Kodiak Island’s Tanner season is going to be a bit smaller this year but the crabs themselves are probably going to be a bit bigger.
Nat Nichols is an area management biologist for the Alaska Department of Fish and Game. He said a lot of the animals this year are likely from the same cohort as last year, which means they’ve had another year to grow.
“This is a group of crab we’ve been watching since 2018 – the first time we saw them in the survey,” Nichols said. “When we first saw them, it was the largest estimate of crabs that we’d seen in survey. They survived relatively well, so the largest estimate of small crabs turned into one of the largest estimates of legal crabs.”
The guideline harvest level for Kodiak’s Tanner crab fishery is three million pounds for the upcoming season. That’s about half of what it was last year, but it’s still the second biggest season in the last three decades.
Nichols said those heavier crabs will also likely also have darker shells, and more algae than last year.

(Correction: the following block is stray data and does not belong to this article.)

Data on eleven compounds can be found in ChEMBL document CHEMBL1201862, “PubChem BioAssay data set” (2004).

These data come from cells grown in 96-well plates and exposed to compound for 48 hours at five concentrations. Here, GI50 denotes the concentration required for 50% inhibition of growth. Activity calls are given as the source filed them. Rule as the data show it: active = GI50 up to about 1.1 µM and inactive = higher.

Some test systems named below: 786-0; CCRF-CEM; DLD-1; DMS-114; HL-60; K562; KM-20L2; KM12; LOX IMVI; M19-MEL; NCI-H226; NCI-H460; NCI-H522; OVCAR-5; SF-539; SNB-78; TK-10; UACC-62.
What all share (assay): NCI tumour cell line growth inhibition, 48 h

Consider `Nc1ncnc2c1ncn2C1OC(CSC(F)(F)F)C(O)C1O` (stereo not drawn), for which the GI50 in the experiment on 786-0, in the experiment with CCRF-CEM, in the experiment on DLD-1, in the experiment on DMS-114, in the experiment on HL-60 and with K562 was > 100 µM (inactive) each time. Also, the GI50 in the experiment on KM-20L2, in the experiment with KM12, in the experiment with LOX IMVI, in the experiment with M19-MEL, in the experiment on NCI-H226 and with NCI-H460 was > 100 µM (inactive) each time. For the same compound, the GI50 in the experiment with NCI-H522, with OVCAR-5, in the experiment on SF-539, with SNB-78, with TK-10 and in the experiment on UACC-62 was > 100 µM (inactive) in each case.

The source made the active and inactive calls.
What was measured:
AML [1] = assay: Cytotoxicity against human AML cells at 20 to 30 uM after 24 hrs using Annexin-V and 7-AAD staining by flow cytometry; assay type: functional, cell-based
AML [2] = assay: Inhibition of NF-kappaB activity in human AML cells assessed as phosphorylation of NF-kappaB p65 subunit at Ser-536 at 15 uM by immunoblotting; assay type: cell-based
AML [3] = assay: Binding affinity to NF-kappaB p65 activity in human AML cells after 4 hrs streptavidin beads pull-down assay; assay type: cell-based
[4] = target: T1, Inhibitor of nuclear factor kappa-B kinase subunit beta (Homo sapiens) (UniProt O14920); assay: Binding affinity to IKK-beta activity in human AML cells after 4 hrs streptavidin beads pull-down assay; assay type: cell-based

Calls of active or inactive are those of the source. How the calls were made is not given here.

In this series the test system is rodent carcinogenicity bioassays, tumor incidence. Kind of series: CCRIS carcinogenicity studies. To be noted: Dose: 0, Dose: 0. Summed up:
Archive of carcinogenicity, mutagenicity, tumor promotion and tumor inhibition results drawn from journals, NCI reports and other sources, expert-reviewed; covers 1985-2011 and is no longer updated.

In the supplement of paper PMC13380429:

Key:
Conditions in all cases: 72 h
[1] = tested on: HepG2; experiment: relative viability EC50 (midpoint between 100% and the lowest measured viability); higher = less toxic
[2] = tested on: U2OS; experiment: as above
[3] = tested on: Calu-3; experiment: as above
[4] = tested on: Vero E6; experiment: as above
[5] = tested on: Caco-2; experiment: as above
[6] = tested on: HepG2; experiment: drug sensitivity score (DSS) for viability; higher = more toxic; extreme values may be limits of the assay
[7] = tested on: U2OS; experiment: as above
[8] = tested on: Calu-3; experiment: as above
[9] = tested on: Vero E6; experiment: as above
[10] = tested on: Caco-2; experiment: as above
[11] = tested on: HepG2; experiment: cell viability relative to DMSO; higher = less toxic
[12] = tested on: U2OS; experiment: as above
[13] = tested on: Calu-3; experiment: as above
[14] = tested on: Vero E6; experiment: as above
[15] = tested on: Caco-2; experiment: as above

He said the smaller harvest level was expected.
“2023 was sort of a peak – that was 5.8 million – and now we’re kind of on the backside,” he said. “These crab are aging, they don’t live forever. So they’re dying due to old age, natural mortality.”
Fish and Game biologists have been tracking a pattern over the last two decades for Tanner crab, though, of large cohorts every five to seven years. Nichols said fishers will likely see the next generation of Tanners soon.
“We don’t fish on them immediately, right? It takes them four or five years to reach a legal size, so while this group of crab right now is producing a lot of juveniles, they’re not going to be ready to fish on until maybe 2028 at the earliest,” Nichols said.
He said fishers should expect an easier time sorting their catches this upcoming season as a lot of the undersized crab from last year should be legal to keep this year.
The Tanner crab season opens Jan. 15.